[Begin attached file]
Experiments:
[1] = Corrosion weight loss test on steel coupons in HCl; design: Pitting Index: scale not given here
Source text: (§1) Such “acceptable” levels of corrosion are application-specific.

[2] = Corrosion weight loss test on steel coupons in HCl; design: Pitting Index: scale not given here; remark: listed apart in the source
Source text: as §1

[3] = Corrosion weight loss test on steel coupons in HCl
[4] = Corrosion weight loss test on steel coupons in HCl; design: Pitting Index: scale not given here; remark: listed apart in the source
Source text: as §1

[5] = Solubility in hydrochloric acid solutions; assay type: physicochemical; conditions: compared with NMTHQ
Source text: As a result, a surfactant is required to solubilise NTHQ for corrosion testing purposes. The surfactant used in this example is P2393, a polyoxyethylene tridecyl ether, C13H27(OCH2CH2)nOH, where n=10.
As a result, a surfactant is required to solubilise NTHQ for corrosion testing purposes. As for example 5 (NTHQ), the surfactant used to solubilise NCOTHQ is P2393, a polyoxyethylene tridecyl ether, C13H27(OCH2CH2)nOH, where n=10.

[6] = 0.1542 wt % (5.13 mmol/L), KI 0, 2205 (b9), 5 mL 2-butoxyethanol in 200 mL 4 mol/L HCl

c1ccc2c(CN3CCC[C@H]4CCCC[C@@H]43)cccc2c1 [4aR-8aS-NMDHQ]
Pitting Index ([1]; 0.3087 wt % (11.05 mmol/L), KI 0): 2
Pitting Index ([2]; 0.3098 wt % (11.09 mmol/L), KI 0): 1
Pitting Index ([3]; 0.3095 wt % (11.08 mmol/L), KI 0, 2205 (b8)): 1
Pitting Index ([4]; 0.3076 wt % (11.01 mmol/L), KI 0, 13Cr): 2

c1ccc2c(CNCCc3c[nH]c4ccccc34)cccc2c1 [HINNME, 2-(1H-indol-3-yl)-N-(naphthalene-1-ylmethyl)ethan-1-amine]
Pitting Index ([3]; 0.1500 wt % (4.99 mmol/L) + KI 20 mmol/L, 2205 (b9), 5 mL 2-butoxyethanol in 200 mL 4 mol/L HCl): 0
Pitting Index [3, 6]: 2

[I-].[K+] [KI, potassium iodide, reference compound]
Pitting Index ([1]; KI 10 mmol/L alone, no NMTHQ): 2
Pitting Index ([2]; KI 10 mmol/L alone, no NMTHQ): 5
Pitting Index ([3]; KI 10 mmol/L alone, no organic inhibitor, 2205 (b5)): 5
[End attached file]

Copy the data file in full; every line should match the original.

Experiments:
[1] = Corrosion weight loss test on steel coupons in HCl; design: Pitting Index: scale not given here
Source text: (§1) Such “acceptable” levels of corrosion are application-specific.

[2] = Corrosion weight loss test on steel coupons in HCl; design: Pitting Index: scale not given here; remark: listed apart in the source
Source text: as §1

[3] = Corrosion weight loss test on steel coupons in HCl
[4] = Corrosion weight loss test on steel coupons in HCl; design: Pitting Index: scale not given here; remark: listed apart in the source
Source text: as §1

[5] = Solubility in hydrochloric acid solutions; assay type: physicochemical; conditions: compared with NMTHQ
Source text: As a result, a surfactant is required to solubilise NTHQ for corrosion testing purposes. The surfactant used in this example is P2393, a polyoxyethylene tridecyl ether, C13H27(OCH2CH2)nOH, where n=10.
As a result, a surfactant is required to solubilise NTHQ for corrosion testing purposes. As for example 5 (NTHQ), the surfactant used to solubilise NCOTHQ is P2393, a polyoxyethylene tridecyl ether, C13H27(OCH2CH2)nOH, where n=10.

[6] = 0.1542 wt % (5.13 mmol/L), KI 0, 2205 (b9), 5 mL 2-butoxyethanol in 200 mL 4 mol/L HCl

c1ccc2c(CN3CCC[C@H]4CCCC[C@@H]43)cccc2c1 [4aR-8aS-NMDHQ]
Pitting Index ([1]; 0.3087 wt % (11.05 mmol/L), KI 0): 2
Pitting Index ([2]; 0.3098 wt % (11.09 mmol/L), KI 0): 1
Pitting Index ([3]; 0.3095 wt % (11.08 mmol/L), KI 0, 2205 (b8)): 1
Pitting Index ([4]; 0.3076 wt % (11.01 mmol/L), KI 0, 13Cr): 2

c1ccc2c(CNCCc3c[nH]c4ccccc34)cccc2c1 [HINNME, 2-(1H-indol-3-yl)-N-(naphthalene-1-ylmethyl)ethan-1-amine]
Pitting Index ([3]; 0.1500 wt % (4.99 mmol/L) + KI 20 mmol/L, 2205 (b9), 5 mL 2-butoxyethanol in 200 mL 4 mol/L HCl): 0
Pitting Index [3, 6]: 2

[I-].[K+] [KI, potassium iodide, reference compound]
Pitting Index ([1]; KI 10 mmol/L alone, no NMTHQ): 2
Pitting Index ([2]; KI 10 mmol/L alone, no NMTHQ): 5
Pitting Index ([3]; KI 10 mmol/L alone, no organic inhibitor, 2205 (b5)): 5